Wednesday, February 06, 2008

A New Approach to Lent: Tilling Dry Soil

For a large part of my adult life, I have observed Lent. This has typically meant "giving something up that I'm really fond of but it's kind of unhealthy." The first year I gave up soda, because I felt quasi-addicted. The second year I gave up dessert, because I was hoping to trim up a bit (bad motivation!) Another year, I gave up music, which was constantly playing in my car, in my apartment, and in my office. (Although I did permit music chosen by others, which was even more painful than the silence most times.) Last year, I gave up all forms of caffeine, which induced the most terrible headaches.

Why do I fast for Lent? Because it feels good to give something up. It feels good to take away something in my life I feel like I can't live without and surrender that desire. It's good to realize that caffeine and music aren't my Lords, Jesus is. I love this tangible reminder, and it always fills me with hope and new love for Christ.

This year, my observance of Lent is not going to be about fasting so much as it is going to be about renewing my commitment to the Lord as my first love. Clay has returned home from a weekend of traveling feeling convicted that our relationship needs to be much more diligently focused on the Lord...and fortunately...over the last few weeks, both of us have independently come to the conclusion that we have not been treating the Lord like our King, but more like a button we wear or a box we check.

So during Lent, we are renewing our commitments to the Lord as King of our life, and we are committing to pray and read His word daily. This morning, we started our daily readings out in Lectio Divina style. We began this Lectio Divina using the guided readings in a book called Enjoy the Silence. The book is actually marketed for youth leaders to use with teenagers, but it's application is not limited to teenagers...and we renewed by beginning our day with meditation on God's word.

Our reading this morning was in Luke 8 (The Parable of the Sower). The reading guide in Enjoy the Silence directed us to read through the passage three times, listening for new insights each time we read it...the third time through, we specifically stopped and meditated on the different kinds of soil in the passage, inviting the Lord to reveal to us what kind of soil our hearts most resembled.

It was evident to me that my heart was similar to the seed that "lacks moisture." I could feel my heart as parched and dry. I also got very distracted during our meditation about the seed the grows up in the thorny grounds, and woke up from my daydreaming to realize I was living out my own distraction in the midst of attempting to meditate. I was able to confess my dry and distracted spiritual life to the Lord and invite him to cultivate my heart into something that's ready to grow His word.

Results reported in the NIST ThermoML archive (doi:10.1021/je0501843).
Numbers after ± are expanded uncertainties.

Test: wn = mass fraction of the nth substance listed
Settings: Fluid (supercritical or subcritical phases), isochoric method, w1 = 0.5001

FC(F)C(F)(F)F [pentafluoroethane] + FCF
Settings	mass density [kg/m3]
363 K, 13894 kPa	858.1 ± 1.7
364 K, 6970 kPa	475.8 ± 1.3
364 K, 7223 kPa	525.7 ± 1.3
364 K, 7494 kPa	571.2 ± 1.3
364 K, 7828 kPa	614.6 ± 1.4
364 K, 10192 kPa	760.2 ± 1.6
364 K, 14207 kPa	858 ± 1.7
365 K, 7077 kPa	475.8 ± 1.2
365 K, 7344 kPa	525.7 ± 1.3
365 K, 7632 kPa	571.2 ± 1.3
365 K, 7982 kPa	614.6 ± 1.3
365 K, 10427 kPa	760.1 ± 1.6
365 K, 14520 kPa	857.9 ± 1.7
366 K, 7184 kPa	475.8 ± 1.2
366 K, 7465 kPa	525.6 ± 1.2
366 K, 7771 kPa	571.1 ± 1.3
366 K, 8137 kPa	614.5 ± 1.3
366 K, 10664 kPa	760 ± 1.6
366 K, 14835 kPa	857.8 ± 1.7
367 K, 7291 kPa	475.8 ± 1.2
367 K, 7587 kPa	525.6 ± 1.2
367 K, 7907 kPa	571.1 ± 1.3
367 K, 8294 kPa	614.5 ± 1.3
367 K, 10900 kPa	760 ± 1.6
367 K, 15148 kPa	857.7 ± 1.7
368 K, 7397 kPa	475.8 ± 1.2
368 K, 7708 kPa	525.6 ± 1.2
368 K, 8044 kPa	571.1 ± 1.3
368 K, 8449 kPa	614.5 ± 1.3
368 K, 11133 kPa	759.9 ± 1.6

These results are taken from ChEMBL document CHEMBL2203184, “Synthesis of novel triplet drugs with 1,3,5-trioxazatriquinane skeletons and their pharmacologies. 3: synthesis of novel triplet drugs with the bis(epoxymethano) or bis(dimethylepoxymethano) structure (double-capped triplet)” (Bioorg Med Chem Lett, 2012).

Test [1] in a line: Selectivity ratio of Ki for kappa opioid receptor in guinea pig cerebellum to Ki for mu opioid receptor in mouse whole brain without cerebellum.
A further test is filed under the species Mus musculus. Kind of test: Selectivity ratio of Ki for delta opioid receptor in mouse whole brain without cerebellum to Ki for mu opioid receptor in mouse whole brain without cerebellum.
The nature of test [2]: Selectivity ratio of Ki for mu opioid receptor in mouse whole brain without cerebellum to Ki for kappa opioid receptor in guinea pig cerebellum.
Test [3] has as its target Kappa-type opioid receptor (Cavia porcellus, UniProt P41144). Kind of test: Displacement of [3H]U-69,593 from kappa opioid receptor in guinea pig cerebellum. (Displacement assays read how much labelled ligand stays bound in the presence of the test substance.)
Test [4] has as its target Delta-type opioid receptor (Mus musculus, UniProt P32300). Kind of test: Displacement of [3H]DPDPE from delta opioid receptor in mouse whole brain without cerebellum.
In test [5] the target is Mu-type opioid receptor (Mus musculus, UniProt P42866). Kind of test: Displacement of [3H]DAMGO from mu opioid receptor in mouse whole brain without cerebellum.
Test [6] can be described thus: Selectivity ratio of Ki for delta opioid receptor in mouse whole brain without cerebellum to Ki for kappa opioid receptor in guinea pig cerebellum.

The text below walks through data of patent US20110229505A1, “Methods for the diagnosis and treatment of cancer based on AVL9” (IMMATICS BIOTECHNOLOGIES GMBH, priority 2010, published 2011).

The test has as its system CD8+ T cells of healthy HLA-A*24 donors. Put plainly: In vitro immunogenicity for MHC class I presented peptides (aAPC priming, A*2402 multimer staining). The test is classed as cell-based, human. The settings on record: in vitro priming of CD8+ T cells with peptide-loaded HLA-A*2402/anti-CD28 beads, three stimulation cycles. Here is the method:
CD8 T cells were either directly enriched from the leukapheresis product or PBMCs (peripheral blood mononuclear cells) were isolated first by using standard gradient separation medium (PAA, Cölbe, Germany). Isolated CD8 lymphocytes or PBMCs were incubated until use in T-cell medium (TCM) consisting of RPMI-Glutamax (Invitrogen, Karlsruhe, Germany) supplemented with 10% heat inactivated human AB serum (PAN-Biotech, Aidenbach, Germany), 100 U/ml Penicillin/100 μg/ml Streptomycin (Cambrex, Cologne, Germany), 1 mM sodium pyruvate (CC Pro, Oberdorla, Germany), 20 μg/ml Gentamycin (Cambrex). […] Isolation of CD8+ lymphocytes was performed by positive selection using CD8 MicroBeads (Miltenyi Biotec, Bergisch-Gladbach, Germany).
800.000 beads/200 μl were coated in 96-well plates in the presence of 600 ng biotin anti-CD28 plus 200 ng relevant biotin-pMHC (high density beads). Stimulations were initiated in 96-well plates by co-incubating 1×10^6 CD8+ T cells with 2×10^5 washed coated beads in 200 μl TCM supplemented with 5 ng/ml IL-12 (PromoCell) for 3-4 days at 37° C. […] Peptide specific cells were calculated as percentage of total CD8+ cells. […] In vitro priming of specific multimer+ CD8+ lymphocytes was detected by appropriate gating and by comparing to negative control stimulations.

It's amazing what 30 minutes in the morning of silence and reading God's word can do to renew my heart. It feels like bringing a cup of cold water to my lips after a long hike in the desert.

I'm excited about what Lent will bring in 2008, and I'm excited to have a partner in my spiritual journey.

What does Lent mean to you? Does this all sound crazy or weird? How do you choose to celebrate Lent, if you do? Why do you think fasting is or isn't important?

Monday, February 04, 2008

Your First Love

Who or what is your first love? What's the thing you want most when you're tired or lonely or upset? Who do you think about when you first wake up?

Lately, I think my first love in the morning is my down comforter...or first love in the afternoon is my lunch first love in the evening is Lost on DVD...(Clay's been away this week, so we'll assume that Lost is taking a place usually taken by him.)

Based on the way I live my life, I wouldn't really call Christ my first love.

Last week, at our staff conference, one of our staff read to us from Revelations about the church in Ephesus (Rev 2):

I know your deeds, your hard work and your perseverance. I know that you cannot tolerate wicked men, that you have tested those who claim to be apostles but are not, and have found them false. You have persevered and have endured hardships for my name, and have not grown weary.

So the speaker is saying that the church in Ephesus did a lot of good stuff...they worked hard, did good things, kept wickedness from themselves, endured hardship, persevered. But they still weren't completely right in the Lord's eyes because of one simple reason:
Yet I hold this against you: You have forsaken your first love. Remember the height from which you have fallen! Repent and do the things you did at first.

What are the things you do at first when you're in love? For me, it was staying up late at night to talk on the phone and spend time with Clay. It was saving up all of my available time and money to travel to see him. It was thinking of him a hundred times a day--sending him emails or text messages. It was seeing fabulous gifts in a store window that he would love and buying them for him.

What does it really mean to love Christ like this? With fresh eyes? With new love? What does it mean to make Christ your first love?